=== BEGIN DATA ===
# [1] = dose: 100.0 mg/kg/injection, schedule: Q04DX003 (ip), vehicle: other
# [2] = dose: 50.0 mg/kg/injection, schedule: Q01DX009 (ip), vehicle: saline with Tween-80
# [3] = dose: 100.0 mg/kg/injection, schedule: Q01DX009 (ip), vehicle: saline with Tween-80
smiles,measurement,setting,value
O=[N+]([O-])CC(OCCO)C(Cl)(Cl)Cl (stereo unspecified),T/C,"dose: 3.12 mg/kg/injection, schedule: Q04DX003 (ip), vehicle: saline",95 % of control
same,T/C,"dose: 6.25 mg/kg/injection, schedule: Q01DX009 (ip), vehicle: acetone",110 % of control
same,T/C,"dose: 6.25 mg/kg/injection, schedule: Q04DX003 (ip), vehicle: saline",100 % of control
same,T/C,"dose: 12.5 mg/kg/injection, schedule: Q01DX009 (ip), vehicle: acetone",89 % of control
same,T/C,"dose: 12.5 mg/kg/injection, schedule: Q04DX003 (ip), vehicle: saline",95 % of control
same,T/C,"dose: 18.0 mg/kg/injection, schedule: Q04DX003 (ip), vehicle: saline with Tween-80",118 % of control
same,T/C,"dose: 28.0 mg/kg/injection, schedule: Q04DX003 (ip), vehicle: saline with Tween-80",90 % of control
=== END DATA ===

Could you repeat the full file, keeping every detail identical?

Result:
# [1] = dose: 100.0 mg/kg/injection, schedule: Q04DX003 (ip), vehicle: other
# [2] = dose: 50.0 mg/kg/injection, schedule: Q01DX009 (ip), vehicle: saline with Tween-80
# [3] = dose: 100.0 mg/kg/injection, schedule: Q01DX009 (ip), vehicle: saline with Tween-80
smiles,measurement,setting,value
O=[N+]([O-])CC(OCCO)C(Cl)(Cl)Cl (stereo unspecified),T/C,"dose: 3.12 mg/kg/injection, schedule: Q04DX003 (ip), vehicle: saline",95 % of control
same,T/C,"dose: 6.25 mg/kg/injection, schedule: Q01DX009 (ip), vehicle: acetone",110 % of control
same,T/C,"dose: 6.25 mg/kg/injection, schedule: Q04DX003 (ip), vehicle: saline",100 % of control
same,T/C,"dose: 12.5 mg/kg/injection, schedule: Q01DX009 (ip), vehicle: acetone",89 % of control
same,T/C,"dose: 12.5 mg/kg/injection, schedule: Q04DX003 (ip), vehicle: saline",95 % of control
same,T/C,"dose: 18.0 mg/kg/injection, schedule: Q04DX003 (ip), vehicle: saline with Tween-80",118 % of control
same,T/C,"dose: 28.0 mg/kg/injection, schedule: Q04DX003 (ip), vehicle: saline with Tween-80",90 % of control